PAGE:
Thursday, November 11, 2004

 

An appeaser is one who feeds a crocodile, hoping it will eat him last

One of my favorite moments in "The Gang That Couldn't Shoot Straight" was the recounting of how one of Baccala's sons first displayed his talents for mayhem. Baccala struts into a bar, and loudly announces in what amounts to pidgin English that "the little bastard went and broke his teacher's head" (I'm paraphrasing of course), and one of the barflies calls out "A salut!" and a general celebration ensues. Since it's a bit early in the AM to down a Strega and light a cigar to celebrate the shagging out after a prolonged squawk of Arafat (Y''s), let's look for a laugh at some political correctness about him and his cretinous ilk.

From the Sulzberger Entity:
It says much about the depths to which prospects for peace in the Mideast have fallen that it comes as a surprise that Israel and the Palestinians have agreed on where to bury Yasir Arafat, whose death was announced today in France. It's a modest achievement, but a hopeful one.
....
Yesterday, bulldozers were clearing the way for the Ramallah burial site, which Palestinian leaders said would be temporary, until Palestinians got East Jerusalem back. That is undoubtedly a fight for another day. Right now, the Palestinians will be able to bury their leader with dignity and respect. It's a start, and given the intractable hostility of recent years, even a small start is a good thing.

Of course, as any sentient person who reads carefully and who reads MEMRI knows, any giveback or concession on the part of the Israelis is regarded as weakness and stupidity by the Arabs, who of course have never renounced their plans to destroy Israel. There have been any number of documented cases where the decedent has said that any "peace" plan was merely an intermediate step towards his judenreintraum. In the Times' obituary of the decedent (which runs to eight online pages, I haven't picked up the dead tree edition) we find this quote:

Henry Siegman, a senior fellow at the Council on Foreign Relations, called Mr. Arafat's rejection of the American-brokered peace package a "disastrous mistake.'' But, he added, "based on my 14 years of dealings with Arafat, I reject the notion that he was bent on Israel's destruction." Rather, he said, Mr. Arafat's decision reflected his political weakness, a result partly of Israel's acceleration of settlement expansion and Mr. Barak's lack of interest in peace with the Palestinians until his own government began collapsing.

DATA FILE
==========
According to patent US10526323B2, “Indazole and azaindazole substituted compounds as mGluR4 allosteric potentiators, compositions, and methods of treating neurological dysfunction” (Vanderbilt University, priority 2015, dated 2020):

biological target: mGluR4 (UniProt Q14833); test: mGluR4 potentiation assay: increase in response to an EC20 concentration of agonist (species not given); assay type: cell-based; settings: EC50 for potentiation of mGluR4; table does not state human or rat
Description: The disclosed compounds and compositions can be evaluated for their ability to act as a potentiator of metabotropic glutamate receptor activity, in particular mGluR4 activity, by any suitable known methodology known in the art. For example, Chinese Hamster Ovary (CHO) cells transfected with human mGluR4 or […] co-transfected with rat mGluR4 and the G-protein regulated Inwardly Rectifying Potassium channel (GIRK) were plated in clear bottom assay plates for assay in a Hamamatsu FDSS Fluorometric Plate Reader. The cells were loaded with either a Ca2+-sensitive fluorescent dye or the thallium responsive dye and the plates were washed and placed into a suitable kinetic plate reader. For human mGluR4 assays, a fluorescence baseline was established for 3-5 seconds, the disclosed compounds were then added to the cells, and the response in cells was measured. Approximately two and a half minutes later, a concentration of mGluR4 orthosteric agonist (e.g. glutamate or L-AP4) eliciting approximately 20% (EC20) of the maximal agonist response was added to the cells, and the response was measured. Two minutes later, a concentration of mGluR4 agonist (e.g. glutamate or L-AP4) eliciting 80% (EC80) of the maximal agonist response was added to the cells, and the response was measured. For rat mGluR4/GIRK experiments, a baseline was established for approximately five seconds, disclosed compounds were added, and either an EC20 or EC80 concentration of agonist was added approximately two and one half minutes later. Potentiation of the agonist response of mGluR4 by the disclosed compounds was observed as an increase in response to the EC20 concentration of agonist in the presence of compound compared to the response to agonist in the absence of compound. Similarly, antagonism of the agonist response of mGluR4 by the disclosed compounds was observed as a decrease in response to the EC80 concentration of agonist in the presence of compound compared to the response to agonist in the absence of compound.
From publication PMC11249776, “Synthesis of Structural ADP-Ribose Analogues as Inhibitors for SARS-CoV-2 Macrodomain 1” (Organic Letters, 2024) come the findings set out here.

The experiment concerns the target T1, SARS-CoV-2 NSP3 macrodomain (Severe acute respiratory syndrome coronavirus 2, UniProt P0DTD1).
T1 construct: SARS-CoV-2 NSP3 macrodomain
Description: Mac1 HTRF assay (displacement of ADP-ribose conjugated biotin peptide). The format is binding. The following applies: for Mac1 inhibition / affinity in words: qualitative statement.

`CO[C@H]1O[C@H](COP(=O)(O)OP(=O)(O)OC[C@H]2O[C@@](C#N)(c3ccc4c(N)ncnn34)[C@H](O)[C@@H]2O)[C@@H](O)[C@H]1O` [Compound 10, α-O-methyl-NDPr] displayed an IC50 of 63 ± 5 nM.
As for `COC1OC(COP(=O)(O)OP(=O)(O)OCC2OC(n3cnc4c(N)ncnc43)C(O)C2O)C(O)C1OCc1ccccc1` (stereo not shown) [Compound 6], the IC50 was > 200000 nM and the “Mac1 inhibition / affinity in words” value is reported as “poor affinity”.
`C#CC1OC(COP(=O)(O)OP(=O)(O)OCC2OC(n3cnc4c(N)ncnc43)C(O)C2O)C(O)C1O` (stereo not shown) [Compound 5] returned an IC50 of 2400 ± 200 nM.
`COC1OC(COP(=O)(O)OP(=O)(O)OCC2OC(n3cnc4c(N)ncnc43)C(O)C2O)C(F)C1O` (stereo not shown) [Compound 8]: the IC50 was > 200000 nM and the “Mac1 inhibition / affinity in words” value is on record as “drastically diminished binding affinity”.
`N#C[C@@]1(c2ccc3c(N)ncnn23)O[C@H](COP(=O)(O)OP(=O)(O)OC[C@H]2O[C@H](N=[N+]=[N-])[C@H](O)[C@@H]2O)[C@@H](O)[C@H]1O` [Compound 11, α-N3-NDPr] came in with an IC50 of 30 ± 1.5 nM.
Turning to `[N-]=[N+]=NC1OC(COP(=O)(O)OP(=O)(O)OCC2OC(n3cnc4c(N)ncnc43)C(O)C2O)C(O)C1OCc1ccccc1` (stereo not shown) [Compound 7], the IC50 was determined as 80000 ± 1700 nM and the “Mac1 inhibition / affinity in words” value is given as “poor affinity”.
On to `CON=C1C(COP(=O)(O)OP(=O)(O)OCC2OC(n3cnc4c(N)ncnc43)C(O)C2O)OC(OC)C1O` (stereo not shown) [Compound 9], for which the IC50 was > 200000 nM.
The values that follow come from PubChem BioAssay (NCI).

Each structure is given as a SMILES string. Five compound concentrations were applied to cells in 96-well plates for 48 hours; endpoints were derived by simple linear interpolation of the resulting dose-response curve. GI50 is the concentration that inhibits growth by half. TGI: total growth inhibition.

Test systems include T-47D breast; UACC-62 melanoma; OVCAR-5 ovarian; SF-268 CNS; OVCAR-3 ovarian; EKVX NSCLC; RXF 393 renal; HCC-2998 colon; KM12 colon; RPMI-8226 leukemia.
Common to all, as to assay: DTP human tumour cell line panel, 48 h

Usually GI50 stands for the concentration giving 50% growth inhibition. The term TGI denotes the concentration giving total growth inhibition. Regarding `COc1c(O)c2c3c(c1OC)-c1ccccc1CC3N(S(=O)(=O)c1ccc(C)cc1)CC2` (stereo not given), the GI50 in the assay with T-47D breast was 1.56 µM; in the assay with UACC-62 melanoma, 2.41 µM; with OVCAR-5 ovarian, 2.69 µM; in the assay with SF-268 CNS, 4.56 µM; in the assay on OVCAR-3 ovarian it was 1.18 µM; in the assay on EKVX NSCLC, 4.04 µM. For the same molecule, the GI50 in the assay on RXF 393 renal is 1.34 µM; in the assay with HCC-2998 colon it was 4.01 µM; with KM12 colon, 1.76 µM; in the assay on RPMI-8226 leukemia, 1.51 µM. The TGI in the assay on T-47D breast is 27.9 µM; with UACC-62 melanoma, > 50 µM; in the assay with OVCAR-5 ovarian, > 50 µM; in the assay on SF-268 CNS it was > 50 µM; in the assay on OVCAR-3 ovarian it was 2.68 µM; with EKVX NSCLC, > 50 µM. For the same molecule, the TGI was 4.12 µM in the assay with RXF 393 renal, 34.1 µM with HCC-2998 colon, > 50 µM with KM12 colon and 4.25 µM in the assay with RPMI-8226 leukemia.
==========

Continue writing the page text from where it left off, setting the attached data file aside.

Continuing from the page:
Notice how they find someone with a Jewish-sounding name who's an apologist for the decedent's intentions. Continuing the shibboleth:

The International Crisis Group, an independent Brussels-based group that studies global issues, partly blamed the Palestinian leadership. "Recent power struggles, armed clashes, and demonstrations do not pit Palestinians against Israelis so much as Palestinians against each other,'' the report stated.

Under Mr. Arafat, local actors like mayors, kinship networks and armed militias competed for authority in the vacuum. One result, the report said, was growing chaos.

Notice a couple of things about this quote. First, the name of the group, which in the days of the Comintern would set off the Commie-Front Detector, obviously indicating a left-wing agenda. Second, notice the word "independent", a sure sign in any Sulzberger-affiliated paper that it is aligned with its editorial weltanschaung. Third, it's located in Brussels, which only indicates that they're a pathetic EU mouthpiece (either that or they like to eat and drink well; let's face it, other than the food, beer and chocolate, Belgium for the most part is a dreary place). And notice the word "partly". Obviously careful editing to avoid any unfortunate references that might actually not go down well at Emanu-El.



Notice the Viking funeral they've got going for the decedent already. Interesting to note that Thabo Mbeki, president of South Africa, will be attending, one of the few heads of state other than Chirac and his Arab masters. Mbeki is of course Mandela's protege and given Mandela's love of the decedent that's unsurprising....

And speaking of Salope Jacques, this news story sums him up nicely. Contrast that with the integrity and fortitude of John Howard, who again proves himself a gentleman, statesman, and friend of freedom.

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